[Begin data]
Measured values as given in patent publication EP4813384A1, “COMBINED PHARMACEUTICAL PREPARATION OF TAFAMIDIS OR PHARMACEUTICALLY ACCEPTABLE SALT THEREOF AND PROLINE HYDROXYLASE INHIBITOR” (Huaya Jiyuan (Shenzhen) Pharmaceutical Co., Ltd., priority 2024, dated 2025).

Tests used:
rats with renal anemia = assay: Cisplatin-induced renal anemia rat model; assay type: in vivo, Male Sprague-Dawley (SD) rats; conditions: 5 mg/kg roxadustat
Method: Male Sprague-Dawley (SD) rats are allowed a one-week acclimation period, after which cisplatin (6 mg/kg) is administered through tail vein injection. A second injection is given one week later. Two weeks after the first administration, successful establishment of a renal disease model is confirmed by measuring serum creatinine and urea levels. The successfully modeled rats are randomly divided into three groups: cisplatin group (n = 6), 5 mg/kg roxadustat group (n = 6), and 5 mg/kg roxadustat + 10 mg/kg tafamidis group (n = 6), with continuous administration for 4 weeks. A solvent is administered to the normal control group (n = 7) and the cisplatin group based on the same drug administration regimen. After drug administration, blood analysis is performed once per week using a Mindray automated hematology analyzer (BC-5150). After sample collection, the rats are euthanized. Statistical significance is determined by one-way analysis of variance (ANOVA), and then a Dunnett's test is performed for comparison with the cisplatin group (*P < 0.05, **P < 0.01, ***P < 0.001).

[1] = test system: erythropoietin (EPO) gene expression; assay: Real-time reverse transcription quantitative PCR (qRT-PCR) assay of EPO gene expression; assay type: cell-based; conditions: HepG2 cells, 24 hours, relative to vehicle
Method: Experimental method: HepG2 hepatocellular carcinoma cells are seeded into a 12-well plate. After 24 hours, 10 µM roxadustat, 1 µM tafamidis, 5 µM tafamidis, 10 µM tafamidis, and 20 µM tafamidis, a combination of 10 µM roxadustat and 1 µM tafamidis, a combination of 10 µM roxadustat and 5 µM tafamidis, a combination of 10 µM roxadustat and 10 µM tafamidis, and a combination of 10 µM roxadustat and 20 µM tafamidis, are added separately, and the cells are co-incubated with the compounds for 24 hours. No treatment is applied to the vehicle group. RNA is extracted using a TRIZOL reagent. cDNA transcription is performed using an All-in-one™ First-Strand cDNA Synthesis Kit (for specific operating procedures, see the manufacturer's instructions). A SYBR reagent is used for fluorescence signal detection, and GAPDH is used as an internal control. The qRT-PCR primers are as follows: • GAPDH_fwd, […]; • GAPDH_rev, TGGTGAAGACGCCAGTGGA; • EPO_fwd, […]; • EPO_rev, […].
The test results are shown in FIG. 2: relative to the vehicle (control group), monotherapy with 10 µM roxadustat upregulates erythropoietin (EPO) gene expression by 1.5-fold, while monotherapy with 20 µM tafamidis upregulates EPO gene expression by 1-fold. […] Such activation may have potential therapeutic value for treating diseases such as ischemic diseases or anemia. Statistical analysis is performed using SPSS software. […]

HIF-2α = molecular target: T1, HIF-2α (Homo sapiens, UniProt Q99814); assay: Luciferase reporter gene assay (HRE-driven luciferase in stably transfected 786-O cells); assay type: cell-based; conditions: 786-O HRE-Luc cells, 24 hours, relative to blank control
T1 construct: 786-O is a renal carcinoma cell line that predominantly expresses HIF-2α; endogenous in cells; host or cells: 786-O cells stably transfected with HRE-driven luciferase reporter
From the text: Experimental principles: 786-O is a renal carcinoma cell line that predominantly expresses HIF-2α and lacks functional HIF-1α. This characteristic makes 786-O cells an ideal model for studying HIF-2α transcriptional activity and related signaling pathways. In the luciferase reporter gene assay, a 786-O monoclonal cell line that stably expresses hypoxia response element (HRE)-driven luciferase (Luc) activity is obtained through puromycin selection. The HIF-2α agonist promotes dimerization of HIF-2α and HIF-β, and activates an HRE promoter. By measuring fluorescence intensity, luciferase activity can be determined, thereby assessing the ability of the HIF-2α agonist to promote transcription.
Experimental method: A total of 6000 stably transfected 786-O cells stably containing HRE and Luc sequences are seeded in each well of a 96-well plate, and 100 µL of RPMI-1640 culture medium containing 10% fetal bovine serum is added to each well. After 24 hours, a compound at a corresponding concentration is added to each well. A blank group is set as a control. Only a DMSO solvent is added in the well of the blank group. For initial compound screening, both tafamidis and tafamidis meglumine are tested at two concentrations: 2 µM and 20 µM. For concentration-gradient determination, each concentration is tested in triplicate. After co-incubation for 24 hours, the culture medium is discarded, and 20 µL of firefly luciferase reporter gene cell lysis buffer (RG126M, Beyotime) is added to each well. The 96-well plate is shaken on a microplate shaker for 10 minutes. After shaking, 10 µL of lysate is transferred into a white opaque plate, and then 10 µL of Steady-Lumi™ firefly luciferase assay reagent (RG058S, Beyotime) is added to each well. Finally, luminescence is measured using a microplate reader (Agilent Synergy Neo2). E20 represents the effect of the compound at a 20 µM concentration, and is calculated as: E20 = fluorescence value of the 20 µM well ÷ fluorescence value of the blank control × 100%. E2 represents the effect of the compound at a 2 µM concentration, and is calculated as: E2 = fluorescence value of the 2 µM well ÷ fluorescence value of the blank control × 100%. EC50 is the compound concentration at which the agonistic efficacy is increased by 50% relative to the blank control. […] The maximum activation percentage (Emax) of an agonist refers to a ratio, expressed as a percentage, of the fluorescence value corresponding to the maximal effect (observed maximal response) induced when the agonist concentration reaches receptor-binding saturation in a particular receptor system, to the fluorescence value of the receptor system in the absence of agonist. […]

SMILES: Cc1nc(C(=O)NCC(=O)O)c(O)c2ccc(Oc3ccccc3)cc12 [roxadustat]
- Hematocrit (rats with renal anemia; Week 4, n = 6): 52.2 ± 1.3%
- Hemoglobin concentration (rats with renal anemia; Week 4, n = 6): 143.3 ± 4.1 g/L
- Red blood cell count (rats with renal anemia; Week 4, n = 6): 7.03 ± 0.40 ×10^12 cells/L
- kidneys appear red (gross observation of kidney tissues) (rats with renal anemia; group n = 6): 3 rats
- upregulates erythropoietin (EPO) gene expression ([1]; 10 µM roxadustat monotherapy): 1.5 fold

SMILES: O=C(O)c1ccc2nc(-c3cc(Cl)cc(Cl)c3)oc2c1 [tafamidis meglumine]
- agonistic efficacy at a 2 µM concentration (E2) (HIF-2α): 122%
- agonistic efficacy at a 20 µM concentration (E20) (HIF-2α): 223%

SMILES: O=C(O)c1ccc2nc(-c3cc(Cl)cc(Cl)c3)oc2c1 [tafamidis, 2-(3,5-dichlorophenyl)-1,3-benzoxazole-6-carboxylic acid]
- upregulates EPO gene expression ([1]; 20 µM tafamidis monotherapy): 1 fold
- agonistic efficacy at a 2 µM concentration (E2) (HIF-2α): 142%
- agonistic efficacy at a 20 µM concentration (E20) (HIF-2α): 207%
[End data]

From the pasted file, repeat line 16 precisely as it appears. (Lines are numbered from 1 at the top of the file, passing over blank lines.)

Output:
- kidneys appear red (gross observation of kidney tissues) (rats with renal anemia; group n = 6): 3 rats